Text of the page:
Milling Base for Squareness
Set-over Adjustment Modification
Several designs for cam lock tailstocks have been shared, all of which appear to work well and greatly enhance the ease and usability of the tailstock, so we are told. I'd held off making this modification, recently waiting to see JWE's revisions. I was spurred into action, however, upon discovering how poorly aligned the ram of the tailstock was with the lathe centerline. Not just the adjustable sideways position (set-over), but height and angle (parallelism with spindle axis). After completing the fix for these problems (another story, will put a link here later), I tried Bill Miller's simple yet elegant fix of using a cast off handle from his toolpost. I made one out of brass but wasn't satisfied with the outcome.
I was discussing the cam lock feature with a friend, Brett (mill belt mod guy), who commented it was like a bicycle axle quick release.
BOING! The light went on. No bearings, the cam levers off of the base only. I tore apart one of my bicycle quick releases to examine it all closer. So simple its beautiful. I pondered it a while, pulled out several sizes of drill rod and then started machining, which is unusual for me because I almost always draw up detailed, dimensioned drawings before jumping into a major project. On this one, I didn't even make a sketch.
The completed one-finger cam lock tailstock, in the locked position on the left and loose on the right. The underside of the lathe ways are uneven, being thicker at the tailstock end than the headstock end, which was a problem with the stock tailstock nut/bolt clamp. This cam lock modification has enough clearance in the loose position that the bed thickness is no longer an issue.
Cam Lock Details
A close-up side view shows it in the mounted position, with the cam, lever,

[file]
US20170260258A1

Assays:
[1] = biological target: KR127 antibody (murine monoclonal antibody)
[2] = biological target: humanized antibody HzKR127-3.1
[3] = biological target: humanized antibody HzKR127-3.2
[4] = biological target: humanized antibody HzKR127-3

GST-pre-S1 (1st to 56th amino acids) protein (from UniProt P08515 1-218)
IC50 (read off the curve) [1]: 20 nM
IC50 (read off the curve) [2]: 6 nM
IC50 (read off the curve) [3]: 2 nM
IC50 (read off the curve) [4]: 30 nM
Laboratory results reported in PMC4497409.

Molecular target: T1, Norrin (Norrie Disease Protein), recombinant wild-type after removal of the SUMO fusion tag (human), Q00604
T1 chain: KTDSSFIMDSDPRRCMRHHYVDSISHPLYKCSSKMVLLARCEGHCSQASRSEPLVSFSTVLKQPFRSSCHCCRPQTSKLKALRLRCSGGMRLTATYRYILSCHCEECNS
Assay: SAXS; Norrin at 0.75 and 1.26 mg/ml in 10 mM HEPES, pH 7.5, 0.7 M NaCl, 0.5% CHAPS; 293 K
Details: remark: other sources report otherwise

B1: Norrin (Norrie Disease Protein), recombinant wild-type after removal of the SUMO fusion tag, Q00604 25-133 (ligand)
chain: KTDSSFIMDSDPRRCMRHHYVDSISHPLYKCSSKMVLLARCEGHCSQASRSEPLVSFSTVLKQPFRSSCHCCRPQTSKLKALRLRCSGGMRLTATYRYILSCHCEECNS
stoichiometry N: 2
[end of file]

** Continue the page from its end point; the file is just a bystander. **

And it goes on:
cam crown and barely visible the retaining ring.
To access the retaining ring, the cam is rotated to the front, exposing
enough of the ring to pop it on or off, as needed. In use, without
a fix, the cam would be free to flop about. I fixed this by placing
a set screw in the foot plate that holds
the shaft in a fixed orientation. Another way to do this would be
to extend the cam shaft through the back or rear of the tailstock body,
putting the retaining ring where it can be reached a little easier.
The thru hole would not bear any forces other than keeping the lever aligned.
Flash! If a person wanted the handle on the back side of the TS (JWE
style) or under the handle (Corey style), it would be easy to do with this
style, simply by drilling the hole in the TS and making the cam long enough.
This would also put the retaining ring in the front, easy access.
I had made a new foot plate as part of a different fix. It is made
of cast iron and fills the available space under the ways, leaving only
enough clearance as necessary for free sliding. I was trying to increase
the weight of the base to counterbalance the upper tailstock.. The
stock tailstock always tipped over frontwards, particularly with a drill
The parts are fairly simple to make, the cam being the most difficult.
Adjustability of the position of the lever when the cam is locked is afforded
by the nylon stop nut on the under side of the foot plate. This is
an extension of Bill Miller's brilliance of cutting down the stock foot
plate to a smaller square and recessing the new foot plate so the bolt
could be rotated in 90 degree increments. With the stop nut there
is unlimited adjustability.
An unexpected delightful feature with this type of cam lock is that it can be operated with one finger only while resting your hand on the tailstock crank, moved and relocked, again with one hand/one finger. Here, the starting position the cam is locked. Second photo shows the cam released with the thumb and the tail moved forward, followed by locking the cam again using only the thumb. I did not design or intend for it to be this way, it is just a serendipitous but very useful feature.
The cam lock has proved to effectively hold the tailstock in place. Only once since making this modification has the cam failed to hold while drilling and that was a 1/2" hole. Simply snugging up on the locking lever was enough to secure it. Part of this modification included squaring up the tailstock base castings so the tailstock ram was properly aligned with the spindle axis. After completing the base squaring fix and cam lock, I modified the set-over adjustment which turned out great and completed my modifications of the tailstock for now.
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revised April 1, 2002